Belvidere Physician Sentenced to Nine Years and Ordered to Pay More Than $2.7 Million for Health Care Fraud
ROCKFORD — A suspended physician was sentenced today by U.S. District Judge Frederick J. Kapala on charges of federal health care fraud.
CHARLES S. DEHAAN, 62, of Belvidere, was sentenced to nine years in federal prison, to be followed by three years of supervised release. He was also ordered to pay restitution of $2,787,054.
DeHaan pleaded guilty on May 20, 2016, to two counts of health care fraud in connection with a scheme to defraud Medicare that included overbilling and billing Medicare for treatment of patients that were already deceased.
According to a written plea agreement, DeHaan during the course of the scheme was a physician licensed in Illinois. Between January 2009 and January 2014, DeHaan primarily billed Medicare for in-home patient visits and certifications for patients he deemed homebound. DeHaan admitted in the plea agreement that he knew Medicare authorized payment for home visits and physician services only if those services were actually provided and were medically necessary because of disease, infirmity, or impairment. The plea agreement further states that DeHaan billed Medicare for medical services purportedly provided to patients, when he knew he did not provide any reimbursable medical service. This included DeHaan billing Medicare at the highest reimbursement levels for routine, non-complex visits with new and established patients, even though DeHaan knew the visit did not qualify for the highest levels of reimbursement, and further included billing Medicare for patients DeHaan never actually treated. According to the plea agreement, some of the patients DeHaan billed for had died prior to the date of the alleged visit.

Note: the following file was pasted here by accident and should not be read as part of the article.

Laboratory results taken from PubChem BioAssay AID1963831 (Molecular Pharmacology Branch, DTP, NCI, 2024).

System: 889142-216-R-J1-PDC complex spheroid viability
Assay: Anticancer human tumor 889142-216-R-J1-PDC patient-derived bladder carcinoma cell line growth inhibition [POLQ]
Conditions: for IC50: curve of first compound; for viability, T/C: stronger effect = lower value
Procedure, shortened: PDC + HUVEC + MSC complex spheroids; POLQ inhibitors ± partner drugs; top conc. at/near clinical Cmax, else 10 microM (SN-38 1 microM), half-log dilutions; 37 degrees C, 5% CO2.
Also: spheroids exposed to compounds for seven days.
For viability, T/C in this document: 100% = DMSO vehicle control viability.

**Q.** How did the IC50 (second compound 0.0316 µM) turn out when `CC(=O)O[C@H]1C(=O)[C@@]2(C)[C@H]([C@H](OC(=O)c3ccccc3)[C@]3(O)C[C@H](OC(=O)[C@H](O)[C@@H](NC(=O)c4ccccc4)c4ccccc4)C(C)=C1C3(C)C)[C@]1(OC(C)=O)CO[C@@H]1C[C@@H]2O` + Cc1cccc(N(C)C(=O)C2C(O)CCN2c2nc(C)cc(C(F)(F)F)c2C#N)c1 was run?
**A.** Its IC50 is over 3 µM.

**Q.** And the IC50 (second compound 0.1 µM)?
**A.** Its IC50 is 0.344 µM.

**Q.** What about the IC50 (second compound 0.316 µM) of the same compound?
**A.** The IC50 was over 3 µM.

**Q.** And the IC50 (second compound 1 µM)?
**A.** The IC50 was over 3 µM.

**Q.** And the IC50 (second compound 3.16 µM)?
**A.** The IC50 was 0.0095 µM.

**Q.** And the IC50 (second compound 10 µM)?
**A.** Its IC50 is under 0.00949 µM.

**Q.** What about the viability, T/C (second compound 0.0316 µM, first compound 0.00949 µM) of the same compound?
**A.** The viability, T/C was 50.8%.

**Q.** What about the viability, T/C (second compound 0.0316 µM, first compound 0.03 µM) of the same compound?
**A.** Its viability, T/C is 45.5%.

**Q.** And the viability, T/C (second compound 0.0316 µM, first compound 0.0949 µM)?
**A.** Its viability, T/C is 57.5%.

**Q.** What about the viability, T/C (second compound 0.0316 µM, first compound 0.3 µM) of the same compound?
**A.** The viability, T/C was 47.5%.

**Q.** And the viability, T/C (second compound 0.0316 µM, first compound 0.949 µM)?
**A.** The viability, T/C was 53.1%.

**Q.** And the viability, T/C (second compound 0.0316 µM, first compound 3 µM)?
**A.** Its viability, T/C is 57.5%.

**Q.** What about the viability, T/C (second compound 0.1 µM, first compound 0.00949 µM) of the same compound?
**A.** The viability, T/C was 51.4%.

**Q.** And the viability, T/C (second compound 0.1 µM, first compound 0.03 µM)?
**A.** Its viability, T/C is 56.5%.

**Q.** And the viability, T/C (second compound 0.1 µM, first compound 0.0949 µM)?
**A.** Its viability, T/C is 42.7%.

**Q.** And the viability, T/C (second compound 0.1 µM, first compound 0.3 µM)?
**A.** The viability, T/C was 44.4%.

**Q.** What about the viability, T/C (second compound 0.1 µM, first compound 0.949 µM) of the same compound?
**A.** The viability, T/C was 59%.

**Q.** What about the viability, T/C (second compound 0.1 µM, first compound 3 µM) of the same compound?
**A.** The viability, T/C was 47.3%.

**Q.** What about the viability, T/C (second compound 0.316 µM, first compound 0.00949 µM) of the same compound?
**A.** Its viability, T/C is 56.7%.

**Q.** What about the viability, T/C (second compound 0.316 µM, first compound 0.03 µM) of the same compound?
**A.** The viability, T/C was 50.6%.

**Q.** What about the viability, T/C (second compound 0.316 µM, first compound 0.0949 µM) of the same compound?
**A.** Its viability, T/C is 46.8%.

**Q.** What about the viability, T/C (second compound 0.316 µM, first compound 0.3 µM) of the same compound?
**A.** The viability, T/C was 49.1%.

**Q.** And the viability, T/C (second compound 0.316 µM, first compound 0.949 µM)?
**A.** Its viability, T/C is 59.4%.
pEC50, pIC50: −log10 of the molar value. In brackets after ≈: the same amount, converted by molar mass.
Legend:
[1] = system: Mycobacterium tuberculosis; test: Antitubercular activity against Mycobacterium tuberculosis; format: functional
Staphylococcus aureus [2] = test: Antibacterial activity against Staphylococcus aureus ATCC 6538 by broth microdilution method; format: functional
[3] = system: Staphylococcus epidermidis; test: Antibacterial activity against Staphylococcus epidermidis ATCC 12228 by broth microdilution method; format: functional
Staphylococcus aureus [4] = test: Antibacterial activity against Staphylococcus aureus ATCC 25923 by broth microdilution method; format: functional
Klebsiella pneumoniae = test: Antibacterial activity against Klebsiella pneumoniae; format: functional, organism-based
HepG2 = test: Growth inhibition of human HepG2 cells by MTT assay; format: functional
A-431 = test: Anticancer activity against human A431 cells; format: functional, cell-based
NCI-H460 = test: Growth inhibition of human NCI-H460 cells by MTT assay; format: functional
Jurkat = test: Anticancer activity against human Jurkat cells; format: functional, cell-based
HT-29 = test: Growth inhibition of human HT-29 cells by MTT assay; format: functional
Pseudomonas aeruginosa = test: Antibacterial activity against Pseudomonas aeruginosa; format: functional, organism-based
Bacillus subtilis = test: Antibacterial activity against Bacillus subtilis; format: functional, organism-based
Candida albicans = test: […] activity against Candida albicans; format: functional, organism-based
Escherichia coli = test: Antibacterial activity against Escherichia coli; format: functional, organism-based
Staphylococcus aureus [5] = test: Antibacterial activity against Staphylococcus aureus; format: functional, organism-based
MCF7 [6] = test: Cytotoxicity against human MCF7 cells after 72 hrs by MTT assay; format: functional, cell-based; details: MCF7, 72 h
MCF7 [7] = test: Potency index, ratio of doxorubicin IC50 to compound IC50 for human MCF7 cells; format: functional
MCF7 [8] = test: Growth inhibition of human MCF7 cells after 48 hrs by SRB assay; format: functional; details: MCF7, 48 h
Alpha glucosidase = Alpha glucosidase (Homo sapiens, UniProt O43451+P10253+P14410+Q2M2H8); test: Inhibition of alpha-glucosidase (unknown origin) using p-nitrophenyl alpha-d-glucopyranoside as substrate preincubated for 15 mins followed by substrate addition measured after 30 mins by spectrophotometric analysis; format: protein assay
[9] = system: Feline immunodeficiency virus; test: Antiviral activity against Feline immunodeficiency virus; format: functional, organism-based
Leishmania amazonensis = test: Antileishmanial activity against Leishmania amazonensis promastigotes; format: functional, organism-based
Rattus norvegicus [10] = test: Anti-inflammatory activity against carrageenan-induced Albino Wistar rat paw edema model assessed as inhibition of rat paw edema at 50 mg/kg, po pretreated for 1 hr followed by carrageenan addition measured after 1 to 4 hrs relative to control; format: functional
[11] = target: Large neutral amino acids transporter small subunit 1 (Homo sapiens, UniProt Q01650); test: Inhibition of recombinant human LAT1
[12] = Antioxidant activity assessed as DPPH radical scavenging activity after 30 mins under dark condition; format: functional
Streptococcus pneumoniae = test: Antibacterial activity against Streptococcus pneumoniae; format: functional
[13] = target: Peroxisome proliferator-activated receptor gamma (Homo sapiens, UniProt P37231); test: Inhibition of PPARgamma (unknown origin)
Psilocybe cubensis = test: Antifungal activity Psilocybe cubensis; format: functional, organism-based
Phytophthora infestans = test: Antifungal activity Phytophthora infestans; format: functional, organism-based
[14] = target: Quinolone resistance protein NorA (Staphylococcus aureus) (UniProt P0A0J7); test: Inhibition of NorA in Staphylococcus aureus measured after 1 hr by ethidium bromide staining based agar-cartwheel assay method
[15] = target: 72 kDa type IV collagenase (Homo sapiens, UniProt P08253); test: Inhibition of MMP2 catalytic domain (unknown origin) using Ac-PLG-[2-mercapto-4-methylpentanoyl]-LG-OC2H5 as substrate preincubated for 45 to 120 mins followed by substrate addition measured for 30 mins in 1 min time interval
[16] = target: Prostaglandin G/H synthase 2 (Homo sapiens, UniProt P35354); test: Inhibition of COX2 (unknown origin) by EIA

The sentencing was announced by Joel R. Levin, Acting United States Attorney for the Northern District of Illinois; Michael J. Anderson, Special Agent-in-Charge of the Chicago Office of Federal Bureau of Investigation; and Lamont Pugh III, Special Agent-in-Charge of the Chicago Regional Office of the U.S. Department of Health and Human Services Office of Inspector General. The Illinois Department of Financial and Professional Regulation assisted in the investigation.
The government was represented by Assistant U.S. Attorneys Scott R. Paccagnini and Talia Bucci.